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Keeping Your Rural Home Safe From Hidden Problems

If you are new to country living, you may find many surprises headed your way during the next year. From harsh winds to dropped electricity, country homes owners face situations that city dwellers may not understand. Here are just a few of the issues you may find yourself facing when you live outside the city.

1. Ground

Your home’s property may face torrential rains much differently than compact city soil. However, keeping the water from entering your basement or crawlspace is easier than you think. Your first choice may be to slope the dirt away from the buildings, making sure the yard ground is at least six inches lower than that around your home. A more expensive but permanent option would be to install a French drain around the buildings on your property.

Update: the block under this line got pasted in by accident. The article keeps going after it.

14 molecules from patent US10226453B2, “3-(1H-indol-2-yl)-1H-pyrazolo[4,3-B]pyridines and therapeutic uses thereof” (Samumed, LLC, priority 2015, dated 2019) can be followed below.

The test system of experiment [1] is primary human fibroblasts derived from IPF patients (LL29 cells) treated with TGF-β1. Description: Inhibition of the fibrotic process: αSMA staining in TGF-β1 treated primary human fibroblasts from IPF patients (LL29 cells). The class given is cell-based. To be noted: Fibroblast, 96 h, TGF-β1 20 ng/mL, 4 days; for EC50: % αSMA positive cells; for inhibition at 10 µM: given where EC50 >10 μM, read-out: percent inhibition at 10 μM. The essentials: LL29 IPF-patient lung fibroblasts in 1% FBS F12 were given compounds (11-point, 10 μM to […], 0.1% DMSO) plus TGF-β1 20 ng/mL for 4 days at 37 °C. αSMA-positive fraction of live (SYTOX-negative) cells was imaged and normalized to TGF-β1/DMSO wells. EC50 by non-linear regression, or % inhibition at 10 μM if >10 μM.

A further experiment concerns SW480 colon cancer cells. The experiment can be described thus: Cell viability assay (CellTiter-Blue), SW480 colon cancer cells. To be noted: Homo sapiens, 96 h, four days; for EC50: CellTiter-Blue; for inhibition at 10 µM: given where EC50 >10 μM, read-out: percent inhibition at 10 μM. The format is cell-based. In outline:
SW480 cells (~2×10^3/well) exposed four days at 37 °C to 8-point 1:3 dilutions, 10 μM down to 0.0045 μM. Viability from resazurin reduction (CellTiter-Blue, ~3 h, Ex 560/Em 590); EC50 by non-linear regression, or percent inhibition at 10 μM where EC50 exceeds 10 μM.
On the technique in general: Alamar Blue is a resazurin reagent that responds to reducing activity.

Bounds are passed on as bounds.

2. Septic

If you have never lived in a rural area, you may not be familiar with how a septic system works. Sewage doesn’t get pumped away from your home by the nearest city when you live in a country home. Instead, a septic tank holds all the sewage runoffs. If you have trouble with a clog or broken tank, call septic services Spring Grove and ask for help fixing the problem.

3. Well

When a home cannot be hooked up to city water lines, the next best option is to dig a well. Well water can then be pumped up from underground and into your home. If your well is more than 30 years old, it could have metal water lines that can rust or break. That is why having your well water and lines tested every three years can keep your family safe.

Depending on how far your home is from the city, even your new country home may need a septic system and well. Also, don’t forget to slope the property to move water away from your foundation.

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